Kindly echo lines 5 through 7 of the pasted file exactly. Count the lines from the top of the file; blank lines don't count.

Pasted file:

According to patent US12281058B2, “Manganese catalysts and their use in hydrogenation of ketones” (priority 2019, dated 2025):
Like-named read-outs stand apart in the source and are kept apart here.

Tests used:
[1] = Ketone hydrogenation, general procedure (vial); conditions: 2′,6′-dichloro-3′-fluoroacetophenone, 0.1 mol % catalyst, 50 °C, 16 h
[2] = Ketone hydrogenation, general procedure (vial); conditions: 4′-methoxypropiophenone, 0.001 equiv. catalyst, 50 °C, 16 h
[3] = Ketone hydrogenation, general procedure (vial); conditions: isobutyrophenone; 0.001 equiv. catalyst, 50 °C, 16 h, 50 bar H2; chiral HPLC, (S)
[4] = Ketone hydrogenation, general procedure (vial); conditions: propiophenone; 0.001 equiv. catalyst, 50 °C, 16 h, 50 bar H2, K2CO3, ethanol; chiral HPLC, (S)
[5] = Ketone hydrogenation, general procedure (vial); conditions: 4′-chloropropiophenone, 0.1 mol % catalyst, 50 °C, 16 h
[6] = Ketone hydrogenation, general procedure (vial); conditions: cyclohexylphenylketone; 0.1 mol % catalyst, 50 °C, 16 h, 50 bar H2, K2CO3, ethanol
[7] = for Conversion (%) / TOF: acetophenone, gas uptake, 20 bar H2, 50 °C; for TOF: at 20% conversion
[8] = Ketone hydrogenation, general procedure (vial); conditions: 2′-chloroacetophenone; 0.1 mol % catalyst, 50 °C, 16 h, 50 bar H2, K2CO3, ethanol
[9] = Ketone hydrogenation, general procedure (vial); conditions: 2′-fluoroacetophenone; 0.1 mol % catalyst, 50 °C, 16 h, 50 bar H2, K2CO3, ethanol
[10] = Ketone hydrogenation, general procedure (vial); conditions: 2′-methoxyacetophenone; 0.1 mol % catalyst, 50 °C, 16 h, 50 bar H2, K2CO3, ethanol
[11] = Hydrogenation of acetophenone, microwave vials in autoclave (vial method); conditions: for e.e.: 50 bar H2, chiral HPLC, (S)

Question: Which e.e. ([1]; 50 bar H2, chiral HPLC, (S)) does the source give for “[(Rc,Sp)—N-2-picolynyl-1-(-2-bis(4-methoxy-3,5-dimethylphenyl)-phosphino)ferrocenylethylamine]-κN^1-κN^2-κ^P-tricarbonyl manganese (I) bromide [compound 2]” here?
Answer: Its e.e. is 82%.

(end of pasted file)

[2] = Ketone hydrogenation, general procedure (vial); conditions: 4′-methoxypropiophenone, 0.001 equiv. catalyst, 50 °C, 16 h
[3] = Ketone hydrogenation, general procedure (vial); conditions: isobutyrophenone; 0.001 equiv. catalyst, 50 °C, 16 h, 50 bar H2; chiral HPLC, (S)
[4] = Ketone hydrogenation, general procedure (vial); conditions: propiophenone; 0.001 equiv. catalyst, 50 °C, 16 h, 50 bar H2, K2CO3, ethanol; chiral HPLC, (S)